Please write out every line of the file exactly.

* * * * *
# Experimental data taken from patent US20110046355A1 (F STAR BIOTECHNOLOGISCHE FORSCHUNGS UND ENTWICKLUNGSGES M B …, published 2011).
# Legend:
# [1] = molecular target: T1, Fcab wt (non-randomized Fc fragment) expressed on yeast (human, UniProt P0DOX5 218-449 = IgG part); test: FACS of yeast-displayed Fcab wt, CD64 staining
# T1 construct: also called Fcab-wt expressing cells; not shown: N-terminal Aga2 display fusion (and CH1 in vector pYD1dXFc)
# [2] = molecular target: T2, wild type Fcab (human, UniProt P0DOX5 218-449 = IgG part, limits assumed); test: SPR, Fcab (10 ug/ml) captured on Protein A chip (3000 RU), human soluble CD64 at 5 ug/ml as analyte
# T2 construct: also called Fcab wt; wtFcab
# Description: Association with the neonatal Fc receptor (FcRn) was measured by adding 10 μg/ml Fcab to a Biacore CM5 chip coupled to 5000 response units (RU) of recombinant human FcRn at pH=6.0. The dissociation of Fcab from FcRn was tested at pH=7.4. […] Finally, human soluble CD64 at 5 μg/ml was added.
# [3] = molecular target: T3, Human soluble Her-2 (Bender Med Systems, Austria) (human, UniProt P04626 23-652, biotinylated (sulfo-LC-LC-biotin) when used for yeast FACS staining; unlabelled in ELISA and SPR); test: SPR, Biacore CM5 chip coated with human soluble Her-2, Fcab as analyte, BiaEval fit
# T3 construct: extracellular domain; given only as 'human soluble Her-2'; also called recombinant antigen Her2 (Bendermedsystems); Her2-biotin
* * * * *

# Experimental data taken from patent US20110046355A1 (F STAR BIOTECHNOLOGISCHE FORSCHUNGS UND ENTWICKLUNGSGES M B …, published 2011).
# Legend:
# [1] = molecular target: T1, Fcab wt (non-randomized Fc fragment) expressed on yeast (human, UniProt P0DOX5 218-449 = IgG part); test: FACS of yeast-displayed Fcab wt, CD64 staining
# T1 construct: also called Fcab-wt expressing cells; not shown: N-terminal Aga2 display fusion (and CH1 in vector pYD1dXFc)
# [2] = molecular target: T2, wild type Fcab (human, UniProt P0DOX5 218-449 = IgG part, limits assumed); test: SPR, Fcab (10 ug/ml) captured on Protein A chip (3000 RU), human soluble CD64 at 5 ug/ml as analyte
# T2 construct: also called Fcab wt; wtFcab
# Description: Association with the neonatal Fc receptor (FcRn) was measured by adding 10 μg/ml Fcab to a Biacore CM5 chip coupled to 5000 response units (RU) of recombinant human FcRn at pH=6.0. The dissociation of Fcab from FcRn was tested at pH=7.4. […] Finally, human soluble CD64 at 5 μg/ml was added.
# [3] = molecular target: T3, Human soluble Her-2 (Bender Med Systems, Austria) (human, UniProt P04626 23-652, biotinylated (sulfo-LC-LC-biotin) when used for yeast FACS staining; unlabelled in ELISA and SPR); test: SPR, Biacore CM5 chip coated with human soluble Her-2, Fcab as analyte, BiaEval fit
# T3 construct: extracellular domain; given only as 'human soluble Her-2'; also called recombinant antigen Her2 (Bendermedsystems); Her2-biotin